In July 2005, four years after leaving The Connection, Christopher Lydon began hosting the new show Open Source, now carried on five pubradio stations including its home base, WGBH-FM in Boston. Dan Fellini followed the development of the series at medium distance as a managing producer at Public Interactive, which helped develop the series’ integral website. Fellini is editor of PI’s syndicated Public NewsRoom, used on more than 100 station websites.
In many ways Christopher Lydon’s Open Source is a conventional radio show. It draws in expert voices, takes calls from listeners and often focuses on hot-button issues of the day. It’s not altogether unlike his previous show, The Connection.
But Lydon is attempting a different kind of connection now, leveraging the power of the Internet to reach out in a way that would have been nearly impossible, and not nearly as compelling, using only telephone and radio.
Open Source depends on its blog as a lifeline. That’s where many of the show’s ideas are generated, where many of its sources are found and where ideas are fleshed out for the radio and web audiences.
The Web is where Open Source makes a broader connection to its listenership—many of whom are nowhere near one of the stations that actually broadcasts the show. Open Source officially launched on July 4, and five stations have picked up the show. Three are in Massachusetts, one in Seattle and one in Salt Lake City. The rest of the listening audience either listens to the show via one of these stations’ live streams or by downloading the podcast. This is evident from the fact that many of the show’s callers are from regions without a terrestrial broadcast of the show.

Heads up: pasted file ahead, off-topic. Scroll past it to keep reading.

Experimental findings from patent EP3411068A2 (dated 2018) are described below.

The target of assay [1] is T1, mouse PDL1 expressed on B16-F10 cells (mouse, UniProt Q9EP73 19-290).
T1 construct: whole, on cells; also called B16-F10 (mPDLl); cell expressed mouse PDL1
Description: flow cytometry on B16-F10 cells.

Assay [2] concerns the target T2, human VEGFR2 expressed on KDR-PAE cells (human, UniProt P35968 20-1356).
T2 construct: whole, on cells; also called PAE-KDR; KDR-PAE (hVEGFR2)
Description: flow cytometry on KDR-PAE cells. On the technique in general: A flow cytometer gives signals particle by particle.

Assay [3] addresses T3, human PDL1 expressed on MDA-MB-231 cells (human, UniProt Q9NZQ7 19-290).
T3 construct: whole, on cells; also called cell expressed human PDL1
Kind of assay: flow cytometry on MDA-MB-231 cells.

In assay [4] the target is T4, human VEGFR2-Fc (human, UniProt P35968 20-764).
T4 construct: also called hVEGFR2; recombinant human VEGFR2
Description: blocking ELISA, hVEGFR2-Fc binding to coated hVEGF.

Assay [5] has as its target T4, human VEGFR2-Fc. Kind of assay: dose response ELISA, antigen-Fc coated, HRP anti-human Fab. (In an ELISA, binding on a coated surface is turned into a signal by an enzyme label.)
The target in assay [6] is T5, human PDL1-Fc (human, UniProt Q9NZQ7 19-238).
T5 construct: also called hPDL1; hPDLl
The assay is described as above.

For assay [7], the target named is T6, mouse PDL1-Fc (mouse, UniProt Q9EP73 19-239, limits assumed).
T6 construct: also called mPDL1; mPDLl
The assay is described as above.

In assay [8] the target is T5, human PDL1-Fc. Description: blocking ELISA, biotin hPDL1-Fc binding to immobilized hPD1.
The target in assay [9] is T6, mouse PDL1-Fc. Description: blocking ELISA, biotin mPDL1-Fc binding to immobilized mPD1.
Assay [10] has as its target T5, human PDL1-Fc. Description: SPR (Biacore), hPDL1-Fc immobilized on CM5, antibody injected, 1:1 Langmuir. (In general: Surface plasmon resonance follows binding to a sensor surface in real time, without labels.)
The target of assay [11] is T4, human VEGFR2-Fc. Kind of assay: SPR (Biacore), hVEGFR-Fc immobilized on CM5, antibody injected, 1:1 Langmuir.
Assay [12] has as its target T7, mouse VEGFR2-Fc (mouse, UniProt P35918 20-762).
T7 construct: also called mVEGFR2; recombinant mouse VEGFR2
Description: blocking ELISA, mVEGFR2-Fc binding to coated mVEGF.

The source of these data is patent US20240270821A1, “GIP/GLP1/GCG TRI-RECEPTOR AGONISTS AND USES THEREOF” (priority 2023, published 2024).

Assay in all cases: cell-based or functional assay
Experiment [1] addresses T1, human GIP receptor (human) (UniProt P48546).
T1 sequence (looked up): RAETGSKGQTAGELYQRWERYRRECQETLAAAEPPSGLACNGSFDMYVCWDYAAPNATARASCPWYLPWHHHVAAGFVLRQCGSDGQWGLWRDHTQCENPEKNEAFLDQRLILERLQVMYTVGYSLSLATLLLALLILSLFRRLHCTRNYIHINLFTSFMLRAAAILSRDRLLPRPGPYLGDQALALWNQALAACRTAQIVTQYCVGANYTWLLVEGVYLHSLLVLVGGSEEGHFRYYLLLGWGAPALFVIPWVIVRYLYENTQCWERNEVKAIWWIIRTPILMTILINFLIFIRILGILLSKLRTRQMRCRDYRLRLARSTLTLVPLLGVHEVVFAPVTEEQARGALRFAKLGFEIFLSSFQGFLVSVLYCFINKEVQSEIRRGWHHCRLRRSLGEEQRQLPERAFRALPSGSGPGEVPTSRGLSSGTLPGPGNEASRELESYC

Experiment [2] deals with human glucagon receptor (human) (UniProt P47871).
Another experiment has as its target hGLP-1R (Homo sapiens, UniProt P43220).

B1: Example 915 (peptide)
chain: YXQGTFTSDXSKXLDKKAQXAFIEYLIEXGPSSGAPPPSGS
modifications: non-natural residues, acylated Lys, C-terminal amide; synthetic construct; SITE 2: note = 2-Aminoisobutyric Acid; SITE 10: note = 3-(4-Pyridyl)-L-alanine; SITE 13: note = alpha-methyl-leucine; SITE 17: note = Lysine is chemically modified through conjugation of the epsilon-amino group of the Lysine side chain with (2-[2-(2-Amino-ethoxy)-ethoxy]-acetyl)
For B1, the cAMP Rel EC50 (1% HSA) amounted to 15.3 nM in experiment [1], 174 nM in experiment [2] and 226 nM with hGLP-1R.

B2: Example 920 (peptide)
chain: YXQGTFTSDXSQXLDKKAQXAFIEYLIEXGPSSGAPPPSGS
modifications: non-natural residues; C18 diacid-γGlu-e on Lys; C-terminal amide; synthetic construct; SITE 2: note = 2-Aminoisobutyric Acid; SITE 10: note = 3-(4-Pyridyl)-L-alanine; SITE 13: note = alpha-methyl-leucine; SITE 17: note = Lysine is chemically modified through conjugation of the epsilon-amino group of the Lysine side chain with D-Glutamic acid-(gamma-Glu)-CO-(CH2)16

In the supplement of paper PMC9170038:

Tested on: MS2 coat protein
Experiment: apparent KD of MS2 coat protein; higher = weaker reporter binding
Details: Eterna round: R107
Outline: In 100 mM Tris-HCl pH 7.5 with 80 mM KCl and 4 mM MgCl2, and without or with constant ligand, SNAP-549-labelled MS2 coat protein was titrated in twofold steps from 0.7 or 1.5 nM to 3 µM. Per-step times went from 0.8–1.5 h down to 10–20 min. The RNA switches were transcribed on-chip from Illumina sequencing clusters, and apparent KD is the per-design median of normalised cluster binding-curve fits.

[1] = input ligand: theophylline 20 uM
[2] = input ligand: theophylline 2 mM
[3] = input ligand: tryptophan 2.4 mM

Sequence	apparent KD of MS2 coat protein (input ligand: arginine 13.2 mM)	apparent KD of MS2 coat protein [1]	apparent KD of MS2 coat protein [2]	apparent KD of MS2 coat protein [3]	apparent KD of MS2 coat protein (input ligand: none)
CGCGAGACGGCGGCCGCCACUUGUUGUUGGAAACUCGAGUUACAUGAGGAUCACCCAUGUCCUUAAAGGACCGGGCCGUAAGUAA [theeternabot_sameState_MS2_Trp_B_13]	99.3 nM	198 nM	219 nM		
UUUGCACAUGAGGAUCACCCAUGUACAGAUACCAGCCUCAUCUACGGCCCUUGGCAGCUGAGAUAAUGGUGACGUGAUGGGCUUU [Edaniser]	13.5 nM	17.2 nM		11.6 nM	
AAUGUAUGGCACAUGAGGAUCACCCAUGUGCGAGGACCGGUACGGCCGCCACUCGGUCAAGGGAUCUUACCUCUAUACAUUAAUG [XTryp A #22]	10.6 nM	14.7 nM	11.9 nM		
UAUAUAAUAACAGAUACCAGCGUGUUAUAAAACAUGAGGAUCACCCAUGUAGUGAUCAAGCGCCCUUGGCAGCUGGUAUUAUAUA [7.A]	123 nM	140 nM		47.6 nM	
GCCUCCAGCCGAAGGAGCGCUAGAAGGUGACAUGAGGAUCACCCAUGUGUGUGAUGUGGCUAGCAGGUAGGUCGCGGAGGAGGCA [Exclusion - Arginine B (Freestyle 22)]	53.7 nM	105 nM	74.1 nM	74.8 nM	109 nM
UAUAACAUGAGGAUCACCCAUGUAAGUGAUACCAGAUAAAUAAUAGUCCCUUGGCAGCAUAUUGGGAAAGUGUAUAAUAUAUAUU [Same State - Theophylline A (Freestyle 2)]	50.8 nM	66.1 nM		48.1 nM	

The concept of Open Source was a long time in coming, and to Lydon, the melding of Internet and radio is natural.
That became apparent to Lydon three years ago as he sat in a Jamaican radio studio, one of several projects Lydon engaged in after The Connection, hosting a late-night talk show. On one of those late nights—phone lines ablaze with callers waiting at great length to get a word in—Lydon took a call from a Jamaican man. This man wasn’t on the island, though—he was calling from Brooklyn, N.Y.
“Good night, Christopher. Welcome to Jamaica,” Lydon recalls the man saying. They talked about ganja, sex and literature. Like thousands of others of the Jamaican diaspora, and much like Lydon’s Open Source audience, the man listened to Lydon on a live Internet stream.
“You had this crossed wire that lets all sorts of people in on the conversation,” Lydon said, “and immediately I realized this is the place where we want to start a new conversation.”
It was Lydon’s “aha” moment and it led to the launch of Open Source and an inextricably intertwined website,
“There’s a new feedback loop of a radio signal going out, and e-mail and blog posts coming back that enrich the conversation,” Lydon said.
The conversations surrounding particular Open Source shows live on long after the show has aired. Sometimes success—measured in part by the number of online responses a show gets—is hit or miss, but the key is to tap into people’s obsessions. Two recent shows, both part of Open Source’s “passion series,” were about knitting and candy. Producers use other blogs to build interest in their shows, “seeding” the blogs with information. The idea is that bloggers will discuss these ideas and post back to the Open Source blog, and the conversation will grow.